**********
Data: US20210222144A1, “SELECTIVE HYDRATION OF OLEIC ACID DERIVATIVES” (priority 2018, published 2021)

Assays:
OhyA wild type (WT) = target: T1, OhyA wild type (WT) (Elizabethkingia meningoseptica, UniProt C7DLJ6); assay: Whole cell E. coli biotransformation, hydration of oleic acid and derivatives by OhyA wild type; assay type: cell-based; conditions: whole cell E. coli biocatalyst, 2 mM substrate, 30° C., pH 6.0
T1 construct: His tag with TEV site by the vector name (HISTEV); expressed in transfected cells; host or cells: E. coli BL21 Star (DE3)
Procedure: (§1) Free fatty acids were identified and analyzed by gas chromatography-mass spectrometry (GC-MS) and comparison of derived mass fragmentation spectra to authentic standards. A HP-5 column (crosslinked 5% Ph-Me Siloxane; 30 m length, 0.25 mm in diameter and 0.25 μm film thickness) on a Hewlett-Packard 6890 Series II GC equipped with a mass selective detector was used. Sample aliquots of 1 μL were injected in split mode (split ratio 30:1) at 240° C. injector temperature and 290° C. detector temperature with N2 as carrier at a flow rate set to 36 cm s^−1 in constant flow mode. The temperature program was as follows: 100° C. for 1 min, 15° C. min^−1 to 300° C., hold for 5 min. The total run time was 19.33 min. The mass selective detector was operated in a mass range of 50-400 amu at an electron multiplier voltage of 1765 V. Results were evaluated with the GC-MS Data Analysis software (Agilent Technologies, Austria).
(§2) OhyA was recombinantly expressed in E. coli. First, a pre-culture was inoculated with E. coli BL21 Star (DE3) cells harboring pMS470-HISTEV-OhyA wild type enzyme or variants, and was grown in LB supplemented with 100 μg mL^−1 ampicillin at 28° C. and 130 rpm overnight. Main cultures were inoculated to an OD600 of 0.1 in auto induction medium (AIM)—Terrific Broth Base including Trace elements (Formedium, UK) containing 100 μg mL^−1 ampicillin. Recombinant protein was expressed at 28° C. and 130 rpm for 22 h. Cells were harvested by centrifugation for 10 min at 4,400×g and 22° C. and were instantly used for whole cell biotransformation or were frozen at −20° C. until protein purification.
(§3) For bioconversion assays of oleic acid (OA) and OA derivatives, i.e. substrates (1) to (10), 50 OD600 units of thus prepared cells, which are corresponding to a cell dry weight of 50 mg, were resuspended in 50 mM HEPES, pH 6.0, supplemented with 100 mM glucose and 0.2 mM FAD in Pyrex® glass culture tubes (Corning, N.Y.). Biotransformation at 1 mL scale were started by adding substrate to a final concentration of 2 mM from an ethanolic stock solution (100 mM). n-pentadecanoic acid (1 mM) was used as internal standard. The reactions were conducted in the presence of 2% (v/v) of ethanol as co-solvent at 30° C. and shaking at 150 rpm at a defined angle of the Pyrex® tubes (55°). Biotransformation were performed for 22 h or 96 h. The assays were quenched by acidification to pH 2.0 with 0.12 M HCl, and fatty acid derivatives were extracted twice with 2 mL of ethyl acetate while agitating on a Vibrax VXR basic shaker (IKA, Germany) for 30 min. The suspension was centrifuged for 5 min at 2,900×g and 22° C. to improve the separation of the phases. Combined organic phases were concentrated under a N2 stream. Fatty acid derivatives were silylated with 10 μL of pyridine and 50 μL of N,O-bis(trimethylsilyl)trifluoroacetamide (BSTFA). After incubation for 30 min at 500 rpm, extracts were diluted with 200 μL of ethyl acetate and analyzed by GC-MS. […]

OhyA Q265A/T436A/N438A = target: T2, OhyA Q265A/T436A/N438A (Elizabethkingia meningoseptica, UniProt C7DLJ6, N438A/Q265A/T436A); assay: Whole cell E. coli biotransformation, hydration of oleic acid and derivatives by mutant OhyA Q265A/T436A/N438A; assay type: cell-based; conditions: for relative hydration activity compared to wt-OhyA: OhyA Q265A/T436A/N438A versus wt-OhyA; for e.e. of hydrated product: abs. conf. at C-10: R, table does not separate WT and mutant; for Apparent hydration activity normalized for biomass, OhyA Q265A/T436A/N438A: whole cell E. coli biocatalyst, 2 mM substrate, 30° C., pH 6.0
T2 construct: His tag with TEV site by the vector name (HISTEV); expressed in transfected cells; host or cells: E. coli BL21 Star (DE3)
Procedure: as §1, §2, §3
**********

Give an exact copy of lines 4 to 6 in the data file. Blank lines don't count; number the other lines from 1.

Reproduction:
T1 construct: His tag with TEV site by the vector name (HISTEV); expressed in transfected cells; host or cells: E. coli BL21 Star (DE3)
Procedure: (§1) Free fatty acids were identified and analyzed by gas chromatography-mass spectrometry (GC-MS) and comparison of derived mass fragmentation spectra to authentic standards. A HP-5 column (crosslinked 5% Ph-Me Siloxane; 30 m length, 0.25 mm in diameter and 0.25 μm film thickness) on a Hewlett-Packard 6890 Series II GC equipped with a mass selective detector was used. Sample aliquots of 1 μL were injected in split mode (split ratio 30:1) at 240° C. injector temperature and 290° C. detector temperature with N2 as carrier at a flow rate set to 36 cm s^−1 in constant flow mode. The temperature program was as follows: 100° C. for 1 min, 15° C. min^−1 to 300° C., hold for 5 min. The total run time was 19.33 min. The mass selective detector was operated in a mass range of 50-400 amu at an electron multiplier voltage of 1765 V. Results were evaluated with the GC-MS Data Analysis software (Agilent Technologies, Austria).
(§2) OhyA was recombinantly expressed in E. coli. First, a pre-culture was inoculated with E. coli BL21 Star (DE3) cells harboring pMS470-HISTEV-OhyA wild type enzyme or variants, and was grown in LB supplemented with 100 μg mL^−1 ampicillin at 28° C. and 130 rpm overnight. Main cultures were inoculated to an OD600 of 0.1 in auto induction medium (AIM)—Terrific Broth Base including Trace elements (Formedium, UK) containing 100 μg mL^−1 ampicillin. Recombinant protein was expressed at 28° C. and 130 rpm for 22 h. Cells were harvested by centrifugation for 10 min at 4,400×g and 22° C. and were instantly used for whole cell biotransformation or were frozen at −20° C. until protein purification.